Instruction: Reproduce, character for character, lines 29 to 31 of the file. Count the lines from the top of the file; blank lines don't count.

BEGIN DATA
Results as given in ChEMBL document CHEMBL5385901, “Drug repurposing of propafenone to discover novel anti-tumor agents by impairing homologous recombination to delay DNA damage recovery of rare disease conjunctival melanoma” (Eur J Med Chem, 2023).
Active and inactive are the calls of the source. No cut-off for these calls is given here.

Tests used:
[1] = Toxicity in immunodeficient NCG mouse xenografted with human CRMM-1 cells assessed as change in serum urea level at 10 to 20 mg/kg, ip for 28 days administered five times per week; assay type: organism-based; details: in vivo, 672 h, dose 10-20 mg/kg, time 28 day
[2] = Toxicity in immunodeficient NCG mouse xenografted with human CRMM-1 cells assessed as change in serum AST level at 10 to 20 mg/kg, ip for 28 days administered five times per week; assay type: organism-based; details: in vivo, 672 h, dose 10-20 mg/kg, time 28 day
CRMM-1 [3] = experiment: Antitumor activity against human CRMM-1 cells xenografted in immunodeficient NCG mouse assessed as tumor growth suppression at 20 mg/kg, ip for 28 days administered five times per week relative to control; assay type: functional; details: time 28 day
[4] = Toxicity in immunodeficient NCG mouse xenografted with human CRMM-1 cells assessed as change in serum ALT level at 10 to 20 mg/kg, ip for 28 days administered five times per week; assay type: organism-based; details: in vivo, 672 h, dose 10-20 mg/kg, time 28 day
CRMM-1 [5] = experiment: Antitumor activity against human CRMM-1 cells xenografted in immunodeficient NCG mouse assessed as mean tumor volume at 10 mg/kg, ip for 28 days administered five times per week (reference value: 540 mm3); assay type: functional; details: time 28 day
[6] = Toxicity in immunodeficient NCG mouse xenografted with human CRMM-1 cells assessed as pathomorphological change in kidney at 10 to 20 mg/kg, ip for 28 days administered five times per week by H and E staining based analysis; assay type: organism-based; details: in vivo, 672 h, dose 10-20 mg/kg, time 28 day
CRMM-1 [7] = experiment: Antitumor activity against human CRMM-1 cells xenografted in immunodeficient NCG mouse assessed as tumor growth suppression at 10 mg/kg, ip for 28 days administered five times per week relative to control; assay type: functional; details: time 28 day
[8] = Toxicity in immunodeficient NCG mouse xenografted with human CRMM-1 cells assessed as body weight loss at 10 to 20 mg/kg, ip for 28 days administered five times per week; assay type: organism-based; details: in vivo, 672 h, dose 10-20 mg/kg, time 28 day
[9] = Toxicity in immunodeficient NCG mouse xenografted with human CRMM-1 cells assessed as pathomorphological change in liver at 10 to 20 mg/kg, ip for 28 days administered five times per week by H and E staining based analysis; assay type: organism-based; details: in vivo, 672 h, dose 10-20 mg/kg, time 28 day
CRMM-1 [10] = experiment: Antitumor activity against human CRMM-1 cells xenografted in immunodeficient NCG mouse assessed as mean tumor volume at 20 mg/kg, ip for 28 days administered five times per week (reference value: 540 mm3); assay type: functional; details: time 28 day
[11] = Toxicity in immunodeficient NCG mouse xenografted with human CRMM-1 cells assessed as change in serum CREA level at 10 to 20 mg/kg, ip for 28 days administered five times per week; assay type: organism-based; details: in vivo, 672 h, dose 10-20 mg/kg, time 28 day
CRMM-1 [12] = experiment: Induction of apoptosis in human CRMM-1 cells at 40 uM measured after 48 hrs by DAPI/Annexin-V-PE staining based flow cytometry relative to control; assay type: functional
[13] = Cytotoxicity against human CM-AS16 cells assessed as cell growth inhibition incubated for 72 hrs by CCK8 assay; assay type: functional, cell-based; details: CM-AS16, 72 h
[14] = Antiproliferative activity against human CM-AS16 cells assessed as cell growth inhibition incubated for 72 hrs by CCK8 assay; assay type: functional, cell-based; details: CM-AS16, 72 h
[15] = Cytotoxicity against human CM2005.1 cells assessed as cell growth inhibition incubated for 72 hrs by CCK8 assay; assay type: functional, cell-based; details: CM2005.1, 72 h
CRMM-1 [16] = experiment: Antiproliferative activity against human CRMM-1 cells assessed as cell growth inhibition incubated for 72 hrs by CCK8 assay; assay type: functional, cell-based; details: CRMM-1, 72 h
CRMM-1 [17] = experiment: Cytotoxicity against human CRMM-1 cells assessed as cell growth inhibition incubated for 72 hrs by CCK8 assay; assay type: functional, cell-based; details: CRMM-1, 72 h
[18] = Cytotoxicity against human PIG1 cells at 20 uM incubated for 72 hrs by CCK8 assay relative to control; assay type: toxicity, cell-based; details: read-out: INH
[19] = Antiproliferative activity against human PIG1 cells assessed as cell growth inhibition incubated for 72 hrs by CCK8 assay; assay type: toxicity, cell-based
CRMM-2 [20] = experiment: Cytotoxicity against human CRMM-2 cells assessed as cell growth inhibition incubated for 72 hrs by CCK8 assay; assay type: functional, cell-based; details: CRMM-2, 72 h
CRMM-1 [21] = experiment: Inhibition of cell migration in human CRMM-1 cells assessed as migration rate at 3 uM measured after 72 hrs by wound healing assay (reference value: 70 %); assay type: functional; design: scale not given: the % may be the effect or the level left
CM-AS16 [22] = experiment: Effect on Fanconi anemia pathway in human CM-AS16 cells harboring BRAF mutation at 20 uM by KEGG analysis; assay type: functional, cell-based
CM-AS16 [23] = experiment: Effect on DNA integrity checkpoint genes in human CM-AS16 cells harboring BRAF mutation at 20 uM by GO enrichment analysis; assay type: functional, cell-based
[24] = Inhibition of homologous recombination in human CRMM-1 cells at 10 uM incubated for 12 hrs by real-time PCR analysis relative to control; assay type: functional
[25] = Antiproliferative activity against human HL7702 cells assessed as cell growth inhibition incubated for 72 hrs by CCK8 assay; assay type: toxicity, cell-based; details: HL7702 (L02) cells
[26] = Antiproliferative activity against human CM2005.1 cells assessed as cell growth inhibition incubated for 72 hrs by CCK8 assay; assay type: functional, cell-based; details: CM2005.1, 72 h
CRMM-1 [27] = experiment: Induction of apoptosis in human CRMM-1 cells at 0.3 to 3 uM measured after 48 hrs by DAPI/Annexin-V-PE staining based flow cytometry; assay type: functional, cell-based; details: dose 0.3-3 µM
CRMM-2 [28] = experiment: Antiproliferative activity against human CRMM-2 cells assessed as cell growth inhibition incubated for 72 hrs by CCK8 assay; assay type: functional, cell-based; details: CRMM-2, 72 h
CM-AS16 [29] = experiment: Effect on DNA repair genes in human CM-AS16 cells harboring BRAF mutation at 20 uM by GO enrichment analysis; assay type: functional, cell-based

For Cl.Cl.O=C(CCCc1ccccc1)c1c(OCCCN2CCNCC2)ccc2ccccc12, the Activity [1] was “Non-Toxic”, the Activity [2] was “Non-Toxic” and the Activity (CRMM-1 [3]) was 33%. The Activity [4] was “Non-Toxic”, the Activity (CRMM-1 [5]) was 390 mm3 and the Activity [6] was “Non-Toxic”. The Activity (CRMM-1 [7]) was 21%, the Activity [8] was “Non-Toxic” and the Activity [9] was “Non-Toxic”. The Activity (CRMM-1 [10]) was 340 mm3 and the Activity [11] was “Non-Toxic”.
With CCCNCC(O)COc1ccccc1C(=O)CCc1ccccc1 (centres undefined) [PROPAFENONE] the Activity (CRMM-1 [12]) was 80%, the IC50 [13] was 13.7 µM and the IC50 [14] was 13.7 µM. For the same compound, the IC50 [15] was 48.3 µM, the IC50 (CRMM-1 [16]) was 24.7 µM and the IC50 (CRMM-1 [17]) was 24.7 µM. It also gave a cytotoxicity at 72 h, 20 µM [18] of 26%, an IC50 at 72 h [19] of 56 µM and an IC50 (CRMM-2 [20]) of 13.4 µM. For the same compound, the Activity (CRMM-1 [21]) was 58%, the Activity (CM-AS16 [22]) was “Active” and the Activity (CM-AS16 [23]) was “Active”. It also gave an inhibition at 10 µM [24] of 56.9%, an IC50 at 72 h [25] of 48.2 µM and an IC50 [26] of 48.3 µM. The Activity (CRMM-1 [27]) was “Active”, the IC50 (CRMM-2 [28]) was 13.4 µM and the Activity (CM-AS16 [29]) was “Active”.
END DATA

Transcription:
[26] = Antiproliferative activity against human CM2005.1 cells assessed as cell growth inhibition incubated for 72 hrs by CCK8 assay; assay type: functional, cell-based; details: CM2005.1, 72 h
CRMM-1 [27] = experiment: Induction of apoptosis in human CRMM-1 cells at 0.3 to 3 uM measured after 48 hrs by DAPI/Annexin-V-PE staining based flow cytometry; assay type: functional, cell-based; details: dose 0.3-3 µM
CRMM-2 [28] = experiment: Antiproliferative activity against human CRMM-2 cells assessed as cell growth inhibition incubated for 72 hrs by CCK8 assay; assay type: functional, cell-based; details: CRMM-2, 72 h